Southwest Airlines Co. (NYSE: LUV) has announced its first efforts to go cross-border to our closest neighbor to the south. The discount airline carrier intends to build a codeshare partnership with Mexican carrier Volaris. Be advised that this does mean that Soutwest’s orange planes will be seen over the skies of Mexicio and this codeshare agreement won’t take effectimmediately. But if Volaris is able to expand between now and when this starts, it could eventually give Southwest a shot at capturing some of the business that has historically gone to competitors like Continental Airlines, Inc. (NYSE: CAL), ExpressJet Holdings Inc.(NYSE: XJT), and AMR Corp. (NYSE: AMR).
The two airlines have completed the first step in creating arelationship that will eventually allow the carriers to offer customersa seamless travel experience to a wide array of destinations. This initial agreement puts the two airlines on a path toward bringingmore low fares across the U.S./Mexican border. The airlines plan toannounce codeshare flight schedules and additional features regardingthe partnership by early 2010.
Volaris is a new carrier which was founded in 2006 and currently serves39 routes in 23 cities throughout Mexico via a young airplane fleet of18 Airbus A319 and an A320 aircraft with an average age of 2.17 years.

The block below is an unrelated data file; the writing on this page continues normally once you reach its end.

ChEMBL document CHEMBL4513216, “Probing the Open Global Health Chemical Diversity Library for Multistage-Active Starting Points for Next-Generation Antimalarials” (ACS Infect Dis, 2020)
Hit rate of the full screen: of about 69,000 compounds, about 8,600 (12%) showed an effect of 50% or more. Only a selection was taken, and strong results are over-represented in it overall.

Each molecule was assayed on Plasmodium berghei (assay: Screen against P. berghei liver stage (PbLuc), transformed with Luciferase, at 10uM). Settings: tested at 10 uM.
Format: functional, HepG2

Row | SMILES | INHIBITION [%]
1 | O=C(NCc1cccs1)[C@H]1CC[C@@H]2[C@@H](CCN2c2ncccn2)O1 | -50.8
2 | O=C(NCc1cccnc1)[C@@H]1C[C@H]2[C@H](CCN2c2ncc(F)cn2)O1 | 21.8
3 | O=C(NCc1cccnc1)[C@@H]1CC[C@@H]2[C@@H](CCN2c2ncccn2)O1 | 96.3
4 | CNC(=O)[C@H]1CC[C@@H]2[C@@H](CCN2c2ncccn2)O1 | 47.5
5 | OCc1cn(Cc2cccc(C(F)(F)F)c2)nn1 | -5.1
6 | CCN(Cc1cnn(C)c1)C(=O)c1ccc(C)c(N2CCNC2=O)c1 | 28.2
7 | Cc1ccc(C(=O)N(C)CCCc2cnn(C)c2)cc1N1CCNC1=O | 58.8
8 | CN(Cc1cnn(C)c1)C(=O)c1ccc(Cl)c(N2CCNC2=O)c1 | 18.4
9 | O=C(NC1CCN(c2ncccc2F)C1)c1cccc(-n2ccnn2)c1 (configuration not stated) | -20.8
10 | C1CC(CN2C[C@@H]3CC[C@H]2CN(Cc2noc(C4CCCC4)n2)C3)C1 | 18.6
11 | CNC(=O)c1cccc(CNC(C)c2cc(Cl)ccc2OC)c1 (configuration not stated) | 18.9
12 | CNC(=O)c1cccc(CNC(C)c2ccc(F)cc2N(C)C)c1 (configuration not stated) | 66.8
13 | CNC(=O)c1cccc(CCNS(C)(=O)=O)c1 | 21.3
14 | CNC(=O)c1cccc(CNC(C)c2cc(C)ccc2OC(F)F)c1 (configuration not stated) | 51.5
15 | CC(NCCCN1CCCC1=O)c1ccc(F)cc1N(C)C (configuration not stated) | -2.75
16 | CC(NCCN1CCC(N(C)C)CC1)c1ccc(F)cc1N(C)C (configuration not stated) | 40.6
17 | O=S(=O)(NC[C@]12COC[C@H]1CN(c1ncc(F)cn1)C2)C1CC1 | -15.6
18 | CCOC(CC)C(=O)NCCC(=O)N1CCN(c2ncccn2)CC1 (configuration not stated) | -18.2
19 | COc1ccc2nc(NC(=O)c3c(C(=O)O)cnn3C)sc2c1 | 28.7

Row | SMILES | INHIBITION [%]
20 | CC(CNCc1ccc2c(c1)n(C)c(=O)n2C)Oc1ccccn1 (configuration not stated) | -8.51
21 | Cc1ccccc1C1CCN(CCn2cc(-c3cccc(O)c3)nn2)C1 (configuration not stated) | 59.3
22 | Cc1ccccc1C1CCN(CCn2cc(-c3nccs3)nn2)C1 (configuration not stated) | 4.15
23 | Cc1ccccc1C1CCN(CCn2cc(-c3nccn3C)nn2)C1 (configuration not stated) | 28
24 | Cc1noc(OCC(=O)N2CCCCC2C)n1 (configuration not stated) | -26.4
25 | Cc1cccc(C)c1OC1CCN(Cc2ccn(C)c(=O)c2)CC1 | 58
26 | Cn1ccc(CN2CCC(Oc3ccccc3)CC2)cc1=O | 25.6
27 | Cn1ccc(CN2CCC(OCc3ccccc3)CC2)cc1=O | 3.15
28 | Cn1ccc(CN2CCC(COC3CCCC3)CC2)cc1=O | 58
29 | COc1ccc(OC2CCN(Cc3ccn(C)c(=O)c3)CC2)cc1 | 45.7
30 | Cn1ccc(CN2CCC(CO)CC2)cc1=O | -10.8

Southwest’s southwest.com web site will become a distribution channelfor Volaris’ existing Mexican and future cross-border flights in theSpring of 2009 to purchase flights on Volaris’ existing flights. Thisoption will be available for existing Volaris flights before actualconnecting codeshare flights are available for purchase.
The airlines are not announcing routes, schedules, or fares at thispoint, but the agreement will eventually allow each carrier to checkboth customers and baggage to a final destination. Other areas ofpossible cooperation include frequent flier options, ground handling,and cargo.
For Southwest, this follows its international market efforts after theannouncement of a codeshare pact with Canadian carrier WestJet. Wedon’t know how long it will take nor how this will work, but Southwestsaid it will continue on its path for international codeshareagreements.
Certain details of the codeshare and elements of the partnership aresubject to approvals by both the U.S. and Mexican governments andregulatory agencies.
Continental Airlines, Inc. (NYSE: CAL) and ExpressJet Holdings Inc.(NYSE: XJT) are currently the predominant carrier from Houston out ofthe IAH hub into Mexico. AMR Corp. (NYSE: AMR) flies into Mexico atwhat looks to be more than 50 destinations from its hub in Dallas.Those are the two biggest destination routes from Texas, although thisdoes not take into consideration anything in and out of San Antonio,nor does it take into consideration any of the other competing citieswhere Southwest flies in and out of throughout the U.S. which also havedirect flights into cities in Mexico.
Jon C. Ogg
November 10, 2008